If you hit it as hard as you can you eliminate a lot of judgment errors, based on “how hard to hit when?” (“Grip it and rip it” – John Daly)

Martina Navratilova and Billie Jean King: Women can play the all court game. All things being equal groundstroke – wise, those who can attack also, will win.

There were at least two other contributions that are “must mentions.”

Andre Agassi:   Took ground strokes and the value of conditioning to a whole new level late in his career. Becoming extremely fit, Agassi had a period of time he ruled tennis by running opponents into oblivion with the simplest of strategies: Hit it hard as hell into alternate corners (with few errors) until the other guy was “spent” physically. That truly was impressive. No one had done this as well as Andre.

All made contributions, but none more so than the overall ability of Roger Federer and the ease with which he executes all of it. Perhaps no other player has had more “total” ability than Federer. His talent is staggering.

Would he be the same were it not for the lessons of Borg, Sampras, Laver, Agassi, Martina, and Evert? Is he the best ever? I can’t say.

What I suspect is there are youngsters watching, learning, and practicing to take it all to a new, and perhaps unknown “new level.”

Watching tennis is going to continue to be exciting. Bet on it!

The one constant is that “…things change!”  What’s new in 20014-15?

I do believe that Chet Murphy was right in concluding that the “old timers” (myself included) were right about most of the “classic teaching methods.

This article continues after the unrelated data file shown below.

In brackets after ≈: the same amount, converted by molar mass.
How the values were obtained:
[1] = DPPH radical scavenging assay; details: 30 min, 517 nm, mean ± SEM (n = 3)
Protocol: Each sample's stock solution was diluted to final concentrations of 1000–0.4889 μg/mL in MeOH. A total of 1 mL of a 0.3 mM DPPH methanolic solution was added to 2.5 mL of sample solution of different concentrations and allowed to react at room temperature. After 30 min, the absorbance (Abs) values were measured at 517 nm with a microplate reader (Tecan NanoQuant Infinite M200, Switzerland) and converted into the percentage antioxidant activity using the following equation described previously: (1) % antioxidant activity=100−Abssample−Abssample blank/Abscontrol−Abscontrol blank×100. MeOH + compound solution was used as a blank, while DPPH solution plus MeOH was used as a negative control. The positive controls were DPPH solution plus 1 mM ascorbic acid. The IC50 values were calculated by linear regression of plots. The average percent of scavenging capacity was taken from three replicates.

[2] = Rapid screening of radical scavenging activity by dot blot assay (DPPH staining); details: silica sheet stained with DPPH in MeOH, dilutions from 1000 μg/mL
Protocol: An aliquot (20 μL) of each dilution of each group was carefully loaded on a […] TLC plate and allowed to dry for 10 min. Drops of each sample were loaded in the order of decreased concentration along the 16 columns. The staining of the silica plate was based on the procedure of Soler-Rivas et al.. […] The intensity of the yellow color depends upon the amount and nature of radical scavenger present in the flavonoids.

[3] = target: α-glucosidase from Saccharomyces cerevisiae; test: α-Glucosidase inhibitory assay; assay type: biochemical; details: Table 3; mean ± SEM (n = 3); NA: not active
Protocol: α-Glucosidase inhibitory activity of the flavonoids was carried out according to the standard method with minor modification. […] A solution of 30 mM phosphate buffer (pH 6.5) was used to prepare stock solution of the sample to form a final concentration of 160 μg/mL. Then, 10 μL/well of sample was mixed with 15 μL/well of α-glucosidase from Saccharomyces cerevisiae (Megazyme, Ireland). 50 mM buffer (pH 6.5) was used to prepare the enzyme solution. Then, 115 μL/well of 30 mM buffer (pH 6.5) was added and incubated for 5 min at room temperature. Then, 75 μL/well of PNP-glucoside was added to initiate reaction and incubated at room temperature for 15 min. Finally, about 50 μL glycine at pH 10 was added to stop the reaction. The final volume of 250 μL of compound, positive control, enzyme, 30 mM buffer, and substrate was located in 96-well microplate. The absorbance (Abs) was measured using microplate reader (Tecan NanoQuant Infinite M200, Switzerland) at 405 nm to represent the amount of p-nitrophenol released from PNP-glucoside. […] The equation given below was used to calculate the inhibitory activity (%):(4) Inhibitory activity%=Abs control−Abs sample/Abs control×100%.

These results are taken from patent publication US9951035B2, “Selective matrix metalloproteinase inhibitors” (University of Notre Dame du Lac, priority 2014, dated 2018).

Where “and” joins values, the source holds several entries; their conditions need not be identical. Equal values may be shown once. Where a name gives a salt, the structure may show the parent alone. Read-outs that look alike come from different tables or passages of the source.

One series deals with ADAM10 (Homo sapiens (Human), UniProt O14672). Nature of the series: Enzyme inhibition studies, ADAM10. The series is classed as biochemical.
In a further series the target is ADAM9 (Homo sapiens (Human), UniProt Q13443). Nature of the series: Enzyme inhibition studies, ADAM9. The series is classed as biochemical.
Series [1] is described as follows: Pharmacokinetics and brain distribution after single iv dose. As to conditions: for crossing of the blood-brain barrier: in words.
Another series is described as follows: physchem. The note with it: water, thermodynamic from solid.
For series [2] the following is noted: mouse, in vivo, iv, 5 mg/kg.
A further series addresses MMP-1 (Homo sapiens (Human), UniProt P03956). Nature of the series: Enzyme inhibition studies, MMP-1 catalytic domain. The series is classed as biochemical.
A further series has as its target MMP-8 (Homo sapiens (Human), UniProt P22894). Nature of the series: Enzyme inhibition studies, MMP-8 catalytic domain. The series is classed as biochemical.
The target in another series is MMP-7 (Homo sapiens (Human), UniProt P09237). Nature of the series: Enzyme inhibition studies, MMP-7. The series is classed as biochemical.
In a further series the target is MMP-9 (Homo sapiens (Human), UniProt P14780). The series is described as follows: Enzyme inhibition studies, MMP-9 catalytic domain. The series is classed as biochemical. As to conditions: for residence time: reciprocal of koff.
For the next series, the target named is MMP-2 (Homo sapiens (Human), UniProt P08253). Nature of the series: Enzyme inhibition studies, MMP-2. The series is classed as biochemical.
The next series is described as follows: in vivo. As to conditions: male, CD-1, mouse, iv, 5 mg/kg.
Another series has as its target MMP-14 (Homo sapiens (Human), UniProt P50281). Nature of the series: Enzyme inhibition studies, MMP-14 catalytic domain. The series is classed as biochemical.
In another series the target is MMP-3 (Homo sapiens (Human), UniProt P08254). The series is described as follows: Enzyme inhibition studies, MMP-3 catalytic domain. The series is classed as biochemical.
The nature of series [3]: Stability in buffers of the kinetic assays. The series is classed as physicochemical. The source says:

In “The Little Green Book of Tennis” I tried, as Mr. Penick stated, he tried, to give the best of the best information.  What worked and was time-honored, helpful coaching.  Mr. Leighton got me started.  Practical experience gathered through forty years of coaching and observing college tennis, and in particular small College tennis, was a strong influence.  Jim Verdieck was a heck of a role model for me and many others.

I hope to keep learning and advise others to do the same.

From Play Is Where Life Is:  “ Coach Verdieck told me that three times he had lights approved for the university courts. Somehow the school procrastinated every time they said yes. Later he found out that when he’d tell his wife the lights were to be installed, she nixed the deal. She simply went to the administrators saying, “If you put lights up, he’ll stay there all night, and I’ll leave him.”

His roster included twenty-four players – a very large team. Not only that, each week every player in the top eight had an hour private lesson with Verdieck. Sixteen remaining players got a half hour per week with him. This, in addition to team responsibilities.

Upon learning he’d retired at age 65 I called to congratulate him. He was within sixty or so wins of 1,000 wins. No one else is close. “Did you consider staying until you break that barrier,” was one of my questions. “No, I promised my wife if I got sixty-five I’d stop. A deal’s a deal.”

Though he quit coaching he couldn’t give up teaching. I asked Coach Verdieck early on if he knew Dennis Van Der Meer?   Not only is Van Der Meer the world’s most prolific tennis teacher, he was very close to my mentor, Jim Leighton. Verdi eck said, “know Dennis”? I taught him 90% of what he knows!”